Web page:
On Friday night, Donald Trump took time out of throwing punches at his opponents to throw a punch at an old foe: the Des Moines Register. "The Des Moines Register is the worst," Trump said, to applause. In the past, he's criticized the paper for its editorial calling on him to drop out. This time, Trump was setting the stage for what he expected to be a bad poll from the paper, released on Saturday night.

It was not a great poll for Trump.

Since the last time the Des Moines Register and Bloomberg polled in the state, in October, Trump's actually gone up two points. But, as then, he trails someone else by a significant margin. The someone else in October was Ben Carson. This time, it's Ted Cruz. We've seen this at the national level -- Carson sinking and Cruz gaining. Now we see it in Iowa.

Notice that Carson's favorability sank as Cruz's rose. On the national stage, Carson's stumble has been tied to his perceived weakness on foreign policy. In Iowa, he's similarly seen as weak on the subject. Only 5 percent of voters think Carson is the best bet to tackle terrorism (compared to 35 percent for the guy with the best numbers in that regard: Trump).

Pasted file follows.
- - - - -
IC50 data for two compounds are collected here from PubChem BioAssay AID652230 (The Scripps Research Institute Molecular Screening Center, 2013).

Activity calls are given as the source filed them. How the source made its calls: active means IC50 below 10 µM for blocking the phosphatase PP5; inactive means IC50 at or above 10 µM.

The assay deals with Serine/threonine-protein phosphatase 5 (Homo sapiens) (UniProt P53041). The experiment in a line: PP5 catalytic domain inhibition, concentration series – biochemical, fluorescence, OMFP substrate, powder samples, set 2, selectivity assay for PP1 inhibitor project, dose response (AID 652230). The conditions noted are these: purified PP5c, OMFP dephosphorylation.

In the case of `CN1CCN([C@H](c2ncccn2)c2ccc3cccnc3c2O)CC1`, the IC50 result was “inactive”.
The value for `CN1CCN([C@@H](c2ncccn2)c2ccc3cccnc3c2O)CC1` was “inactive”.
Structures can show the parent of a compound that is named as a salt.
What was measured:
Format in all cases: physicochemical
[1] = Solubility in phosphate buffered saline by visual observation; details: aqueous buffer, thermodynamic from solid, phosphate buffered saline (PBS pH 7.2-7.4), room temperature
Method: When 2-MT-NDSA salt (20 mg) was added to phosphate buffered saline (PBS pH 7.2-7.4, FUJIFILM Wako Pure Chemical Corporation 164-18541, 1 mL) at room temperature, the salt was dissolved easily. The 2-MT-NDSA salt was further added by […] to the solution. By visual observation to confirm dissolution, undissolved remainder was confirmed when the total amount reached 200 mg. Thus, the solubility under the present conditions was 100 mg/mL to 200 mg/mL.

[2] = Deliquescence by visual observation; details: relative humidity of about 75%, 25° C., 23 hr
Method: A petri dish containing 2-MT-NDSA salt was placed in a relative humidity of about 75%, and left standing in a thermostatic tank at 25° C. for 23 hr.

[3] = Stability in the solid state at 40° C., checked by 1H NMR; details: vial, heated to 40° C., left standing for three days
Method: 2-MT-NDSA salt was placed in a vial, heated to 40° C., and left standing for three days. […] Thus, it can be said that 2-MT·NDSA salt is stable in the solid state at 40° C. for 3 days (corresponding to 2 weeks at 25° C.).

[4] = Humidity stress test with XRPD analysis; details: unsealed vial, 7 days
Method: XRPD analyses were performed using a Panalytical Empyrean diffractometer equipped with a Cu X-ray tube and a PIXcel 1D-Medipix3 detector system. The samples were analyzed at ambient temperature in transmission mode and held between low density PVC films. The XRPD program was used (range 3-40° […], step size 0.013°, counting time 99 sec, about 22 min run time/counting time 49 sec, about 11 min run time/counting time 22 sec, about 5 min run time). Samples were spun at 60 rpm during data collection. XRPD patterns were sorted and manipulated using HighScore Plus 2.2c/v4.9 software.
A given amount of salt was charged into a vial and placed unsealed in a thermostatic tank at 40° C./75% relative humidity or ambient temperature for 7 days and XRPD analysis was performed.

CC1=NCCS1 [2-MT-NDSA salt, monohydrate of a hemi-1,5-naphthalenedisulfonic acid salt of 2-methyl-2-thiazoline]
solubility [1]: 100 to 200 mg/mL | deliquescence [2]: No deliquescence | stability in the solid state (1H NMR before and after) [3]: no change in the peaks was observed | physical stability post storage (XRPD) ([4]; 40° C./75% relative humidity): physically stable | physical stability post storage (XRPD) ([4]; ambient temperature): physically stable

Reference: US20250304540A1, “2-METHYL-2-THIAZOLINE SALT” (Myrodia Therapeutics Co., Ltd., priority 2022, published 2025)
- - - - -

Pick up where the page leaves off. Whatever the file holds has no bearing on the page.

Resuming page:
Cruz's surge past Carson is a recent (read: post-Paris attacks) phenomenon. For the first time, Cruz has taken the lead in Iowa in Real Clear Politics's polling average in the state.

The Bloomberg/Register polling tells a similar tale: Trump staying relatively flat since August, while Carson and then Cruz surge past him.

There are two other nuggets in the poll which are good news for Cruz. The first is that he, like Trump, has a more committed base of support. We noted after the October poll that Carson's support was much softer than Trump's, and, sure enough, a lot of it eroded away. The base of support enjoyed by both Trump and Cruz is much more solid.

But Cruz has more room to grow. Thirty percent of Iowans would never vote for Donald Trump, nearly twice the number that say that for Cruz.

Far more, though, say it about Jeb Bush. In the last three Bloomberg/Register polls, the outsider candidates (Trump, Carson, Cruz and Fiorina -- who has about vanished by this point) have gone from eating up 54 percent of the vote to 59 percent to, now, 66 percent. Two-thirds of the vote.

The Iowa caucuses are in 50 days.

Update: Trump decided to tweet.